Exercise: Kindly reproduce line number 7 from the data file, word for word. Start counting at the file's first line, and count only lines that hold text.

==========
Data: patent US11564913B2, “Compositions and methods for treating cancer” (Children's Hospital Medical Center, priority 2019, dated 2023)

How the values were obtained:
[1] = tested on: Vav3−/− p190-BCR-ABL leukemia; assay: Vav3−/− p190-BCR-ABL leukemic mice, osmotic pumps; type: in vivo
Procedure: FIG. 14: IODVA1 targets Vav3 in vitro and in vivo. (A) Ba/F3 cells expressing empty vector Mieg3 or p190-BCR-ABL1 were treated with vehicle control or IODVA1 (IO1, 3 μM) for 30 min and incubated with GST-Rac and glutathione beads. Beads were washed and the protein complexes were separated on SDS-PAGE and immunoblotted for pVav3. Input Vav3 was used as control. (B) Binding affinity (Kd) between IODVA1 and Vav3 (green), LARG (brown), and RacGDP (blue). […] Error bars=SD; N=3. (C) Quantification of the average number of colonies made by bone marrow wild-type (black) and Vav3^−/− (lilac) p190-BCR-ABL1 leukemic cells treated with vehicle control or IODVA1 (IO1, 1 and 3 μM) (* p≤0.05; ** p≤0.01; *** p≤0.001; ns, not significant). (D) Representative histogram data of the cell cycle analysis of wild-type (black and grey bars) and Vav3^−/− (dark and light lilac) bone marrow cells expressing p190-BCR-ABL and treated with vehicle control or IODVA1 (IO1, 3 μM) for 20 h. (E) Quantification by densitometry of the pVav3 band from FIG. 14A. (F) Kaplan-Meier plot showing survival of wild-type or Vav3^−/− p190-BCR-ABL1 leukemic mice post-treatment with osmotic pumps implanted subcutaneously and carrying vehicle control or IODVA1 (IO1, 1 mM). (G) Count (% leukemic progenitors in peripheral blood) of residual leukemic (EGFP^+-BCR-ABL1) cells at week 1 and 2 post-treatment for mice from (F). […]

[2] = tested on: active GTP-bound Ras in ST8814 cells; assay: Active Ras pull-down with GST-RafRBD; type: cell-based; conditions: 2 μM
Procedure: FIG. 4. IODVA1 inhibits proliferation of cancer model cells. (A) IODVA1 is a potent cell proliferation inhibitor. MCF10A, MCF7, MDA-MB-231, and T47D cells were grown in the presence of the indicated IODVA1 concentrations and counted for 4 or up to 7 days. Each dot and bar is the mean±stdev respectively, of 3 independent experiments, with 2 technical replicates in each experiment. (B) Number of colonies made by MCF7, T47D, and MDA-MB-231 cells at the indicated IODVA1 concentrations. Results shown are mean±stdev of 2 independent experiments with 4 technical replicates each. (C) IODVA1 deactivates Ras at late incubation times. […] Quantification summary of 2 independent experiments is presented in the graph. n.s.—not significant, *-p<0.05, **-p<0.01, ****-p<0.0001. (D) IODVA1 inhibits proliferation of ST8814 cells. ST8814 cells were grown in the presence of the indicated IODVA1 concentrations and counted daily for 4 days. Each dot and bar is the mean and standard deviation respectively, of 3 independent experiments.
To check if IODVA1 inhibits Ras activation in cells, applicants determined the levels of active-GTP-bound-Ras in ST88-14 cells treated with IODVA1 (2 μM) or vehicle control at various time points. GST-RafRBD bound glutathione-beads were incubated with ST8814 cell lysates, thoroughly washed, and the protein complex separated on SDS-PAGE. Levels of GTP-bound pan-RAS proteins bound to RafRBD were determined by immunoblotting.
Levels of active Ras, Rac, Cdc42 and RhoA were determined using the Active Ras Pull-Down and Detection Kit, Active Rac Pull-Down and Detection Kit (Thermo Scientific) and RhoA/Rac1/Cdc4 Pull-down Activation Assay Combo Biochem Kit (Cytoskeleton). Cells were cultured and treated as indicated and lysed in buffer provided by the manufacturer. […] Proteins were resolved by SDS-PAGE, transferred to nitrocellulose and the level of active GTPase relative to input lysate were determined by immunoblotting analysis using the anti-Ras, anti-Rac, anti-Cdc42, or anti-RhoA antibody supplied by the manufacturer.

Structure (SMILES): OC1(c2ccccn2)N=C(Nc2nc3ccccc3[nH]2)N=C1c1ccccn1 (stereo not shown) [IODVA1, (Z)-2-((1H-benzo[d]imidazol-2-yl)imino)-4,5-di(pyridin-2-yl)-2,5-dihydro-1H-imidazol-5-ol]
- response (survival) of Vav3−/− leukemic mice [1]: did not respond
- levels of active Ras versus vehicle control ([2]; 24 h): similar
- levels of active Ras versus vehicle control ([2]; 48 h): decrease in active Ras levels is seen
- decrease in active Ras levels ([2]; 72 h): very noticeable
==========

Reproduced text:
To check if IODVA1 inhibits Ras activation in cells, applicants determined the levels of active-GTP-bound-Ras in ST88-14 cells treated with IODVA1 (2 μM) or vehicle control at various time points. GST-RafRBD bound glutathione-beads were incubated with ST8814 cell lysates, thoroughly washed, and the protein complex separated on SDS-PAGE. Levels of GTP-bound pan-RAS proteins bound to RafRBD were determined by immunoblotting.